As stockpiles of medical supplies dwindle, a few companies have stopped production of what they normally make, to fill the increasing demand for masks. There is even an ever-growing fringe movement of at home creators, and seamstresses to make hundreds of masks to donate, and craft stores have been donating supplies so that they can do so.
While these are dark times, and none of us know what the morrow may bring, I personally can’t help but see that there is still a lot of good in the world, and much to be thankful for.
In this week’s video sermon, Bob talks about family, community, and working things out as we go along in this new paradigm with some wonderful scripture included.
This really goes without saying, but what a crazy week we have had! If you would have asked anyone just two weeks ago what their plans for the week were, not a single person would have said: “Well, I think I will spend my time locked indoors, unsuccessfully try to purchase toilet paper, and wonder how much, or how little a global pandemic would affect me.” All this said, it’s crazy how quickly we adapt, and most of us have found our groove, and a new “normal.”Read more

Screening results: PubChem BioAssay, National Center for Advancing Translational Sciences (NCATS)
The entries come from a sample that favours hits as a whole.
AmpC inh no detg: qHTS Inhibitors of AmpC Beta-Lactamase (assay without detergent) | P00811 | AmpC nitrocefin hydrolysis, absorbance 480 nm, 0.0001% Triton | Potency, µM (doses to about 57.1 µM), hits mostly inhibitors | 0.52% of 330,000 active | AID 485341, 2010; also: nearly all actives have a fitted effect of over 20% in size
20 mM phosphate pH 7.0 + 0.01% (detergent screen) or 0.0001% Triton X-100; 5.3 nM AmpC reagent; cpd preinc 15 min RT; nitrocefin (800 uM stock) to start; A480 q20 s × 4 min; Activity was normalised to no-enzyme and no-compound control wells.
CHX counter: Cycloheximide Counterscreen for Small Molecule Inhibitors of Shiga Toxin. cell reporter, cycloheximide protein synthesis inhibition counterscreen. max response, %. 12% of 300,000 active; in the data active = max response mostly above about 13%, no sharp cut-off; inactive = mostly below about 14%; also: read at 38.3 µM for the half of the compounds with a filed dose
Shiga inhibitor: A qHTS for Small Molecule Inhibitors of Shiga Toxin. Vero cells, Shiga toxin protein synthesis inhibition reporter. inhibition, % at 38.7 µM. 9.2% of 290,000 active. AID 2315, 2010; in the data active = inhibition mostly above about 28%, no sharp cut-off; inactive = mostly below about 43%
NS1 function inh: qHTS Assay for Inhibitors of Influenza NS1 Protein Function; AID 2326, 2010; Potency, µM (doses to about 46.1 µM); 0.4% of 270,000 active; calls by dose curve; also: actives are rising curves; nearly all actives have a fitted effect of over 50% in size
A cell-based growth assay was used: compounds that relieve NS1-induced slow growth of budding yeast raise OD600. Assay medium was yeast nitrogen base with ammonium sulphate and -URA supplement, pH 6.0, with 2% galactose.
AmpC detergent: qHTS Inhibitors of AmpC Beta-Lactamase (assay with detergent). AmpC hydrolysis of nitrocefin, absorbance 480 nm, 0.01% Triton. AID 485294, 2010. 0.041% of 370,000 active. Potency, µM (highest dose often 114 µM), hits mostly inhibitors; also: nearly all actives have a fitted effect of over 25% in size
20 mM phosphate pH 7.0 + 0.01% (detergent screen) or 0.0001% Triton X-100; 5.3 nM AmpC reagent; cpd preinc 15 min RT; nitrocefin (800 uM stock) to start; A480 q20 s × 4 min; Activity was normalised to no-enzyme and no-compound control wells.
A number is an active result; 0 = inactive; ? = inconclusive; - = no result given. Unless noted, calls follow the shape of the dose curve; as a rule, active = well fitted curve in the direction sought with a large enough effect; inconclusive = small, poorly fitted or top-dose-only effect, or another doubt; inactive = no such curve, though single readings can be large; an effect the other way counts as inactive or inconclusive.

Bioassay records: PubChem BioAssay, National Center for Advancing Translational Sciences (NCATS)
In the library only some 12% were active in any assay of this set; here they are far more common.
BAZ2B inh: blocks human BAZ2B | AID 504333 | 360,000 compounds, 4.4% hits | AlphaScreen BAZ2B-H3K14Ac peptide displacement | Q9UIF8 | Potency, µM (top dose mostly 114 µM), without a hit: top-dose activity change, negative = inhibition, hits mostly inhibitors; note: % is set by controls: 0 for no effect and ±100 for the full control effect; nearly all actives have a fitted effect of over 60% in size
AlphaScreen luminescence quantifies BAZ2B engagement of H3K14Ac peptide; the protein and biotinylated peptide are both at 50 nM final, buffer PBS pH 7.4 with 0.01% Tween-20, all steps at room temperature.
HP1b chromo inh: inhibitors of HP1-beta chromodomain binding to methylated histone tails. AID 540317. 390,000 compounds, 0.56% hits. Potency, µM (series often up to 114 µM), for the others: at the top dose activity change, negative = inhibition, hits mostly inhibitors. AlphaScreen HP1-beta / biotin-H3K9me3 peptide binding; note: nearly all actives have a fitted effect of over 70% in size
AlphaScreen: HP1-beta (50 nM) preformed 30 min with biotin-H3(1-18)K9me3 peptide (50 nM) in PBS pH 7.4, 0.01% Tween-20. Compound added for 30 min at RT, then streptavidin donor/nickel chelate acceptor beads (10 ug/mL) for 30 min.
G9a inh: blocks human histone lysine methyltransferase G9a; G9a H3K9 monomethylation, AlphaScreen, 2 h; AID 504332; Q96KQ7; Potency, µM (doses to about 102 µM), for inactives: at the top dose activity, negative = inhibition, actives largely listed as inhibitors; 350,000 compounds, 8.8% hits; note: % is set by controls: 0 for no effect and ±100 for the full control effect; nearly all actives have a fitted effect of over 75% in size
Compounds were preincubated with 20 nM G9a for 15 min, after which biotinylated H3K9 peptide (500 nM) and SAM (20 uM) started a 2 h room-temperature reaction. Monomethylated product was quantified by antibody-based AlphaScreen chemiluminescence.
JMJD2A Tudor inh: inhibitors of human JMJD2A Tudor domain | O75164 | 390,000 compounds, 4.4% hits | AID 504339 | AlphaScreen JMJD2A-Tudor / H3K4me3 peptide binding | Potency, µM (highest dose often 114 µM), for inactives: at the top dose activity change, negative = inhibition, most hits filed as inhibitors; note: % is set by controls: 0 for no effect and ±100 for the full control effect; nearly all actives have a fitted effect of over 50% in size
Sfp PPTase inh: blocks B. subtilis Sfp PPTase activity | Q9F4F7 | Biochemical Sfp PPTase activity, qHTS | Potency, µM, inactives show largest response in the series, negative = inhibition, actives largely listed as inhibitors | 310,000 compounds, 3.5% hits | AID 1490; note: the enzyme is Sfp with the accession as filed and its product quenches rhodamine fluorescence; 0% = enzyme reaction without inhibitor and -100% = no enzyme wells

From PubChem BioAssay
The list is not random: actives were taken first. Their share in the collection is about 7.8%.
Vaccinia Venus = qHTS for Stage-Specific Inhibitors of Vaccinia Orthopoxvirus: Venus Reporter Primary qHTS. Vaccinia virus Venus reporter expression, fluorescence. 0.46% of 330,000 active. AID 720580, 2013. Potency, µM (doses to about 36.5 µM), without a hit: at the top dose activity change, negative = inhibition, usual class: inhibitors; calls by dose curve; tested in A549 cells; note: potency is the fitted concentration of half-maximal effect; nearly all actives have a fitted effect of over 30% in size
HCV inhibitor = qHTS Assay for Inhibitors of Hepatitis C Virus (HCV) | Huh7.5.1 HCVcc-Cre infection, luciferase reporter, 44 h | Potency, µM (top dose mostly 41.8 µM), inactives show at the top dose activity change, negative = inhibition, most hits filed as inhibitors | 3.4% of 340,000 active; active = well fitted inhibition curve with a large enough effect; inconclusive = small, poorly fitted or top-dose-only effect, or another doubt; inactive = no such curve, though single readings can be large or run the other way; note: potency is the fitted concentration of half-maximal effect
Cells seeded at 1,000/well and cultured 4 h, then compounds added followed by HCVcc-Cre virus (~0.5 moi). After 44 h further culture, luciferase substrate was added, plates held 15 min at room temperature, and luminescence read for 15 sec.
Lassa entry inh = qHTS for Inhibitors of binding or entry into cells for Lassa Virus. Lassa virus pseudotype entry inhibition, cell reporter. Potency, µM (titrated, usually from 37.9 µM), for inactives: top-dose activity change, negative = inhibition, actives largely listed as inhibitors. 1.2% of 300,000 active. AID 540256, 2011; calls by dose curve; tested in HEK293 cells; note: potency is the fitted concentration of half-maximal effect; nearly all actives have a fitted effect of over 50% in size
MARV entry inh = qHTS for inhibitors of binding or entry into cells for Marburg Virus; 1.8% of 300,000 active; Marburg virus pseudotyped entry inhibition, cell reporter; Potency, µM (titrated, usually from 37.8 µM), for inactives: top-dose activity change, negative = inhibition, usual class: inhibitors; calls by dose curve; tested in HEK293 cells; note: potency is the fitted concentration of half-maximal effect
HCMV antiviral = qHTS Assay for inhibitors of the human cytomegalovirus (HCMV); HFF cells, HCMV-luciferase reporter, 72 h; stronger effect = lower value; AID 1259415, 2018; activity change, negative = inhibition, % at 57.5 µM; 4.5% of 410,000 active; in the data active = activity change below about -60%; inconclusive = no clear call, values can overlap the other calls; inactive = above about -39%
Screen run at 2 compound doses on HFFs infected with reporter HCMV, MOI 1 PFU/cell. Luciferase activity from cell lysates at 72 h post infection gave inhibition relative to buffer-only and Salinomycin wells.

Have you ever heard of “compassion fatigue?” It really is a thing. During times of crisis or disaster, the cries for help become so constant that emotionally a person becomes overloaded and shuts down. After a certain point, you just can’t process it anymore. It’s not that you don’t care, it’s that you CAN’T care anymore- it’s a self-protective shut-down.
Well, I’m a long way from that, but I AM suffering from “advice fatigue” on ways to deal with CoVid 19- both as an individual and as a minister for a church. My email box is flooded with things we really MUST do to take care of the brethren. Forget trying to DO all these things- I can’t even finish reading all of them. Good suggestions, many of them, and I want to be open to learn and expand our ministry options. But at the same time, you just can’t do it all.
Who are we listening to? Good question, that. I want to take in data, look at own unique situation, needs and opportunities, assess our resources, but then pray, and ask for the guidance that can only come from God himself. During this time of loud screaming needs and advice, it is the “still small voice” that spoke to Elijah that I want to hear today. And that takes study, stillness and solitude- made easier by social distancing, actually. It is not until we have accomplished these that we can really understand and move on Paul’s advice to the churches of Galatia-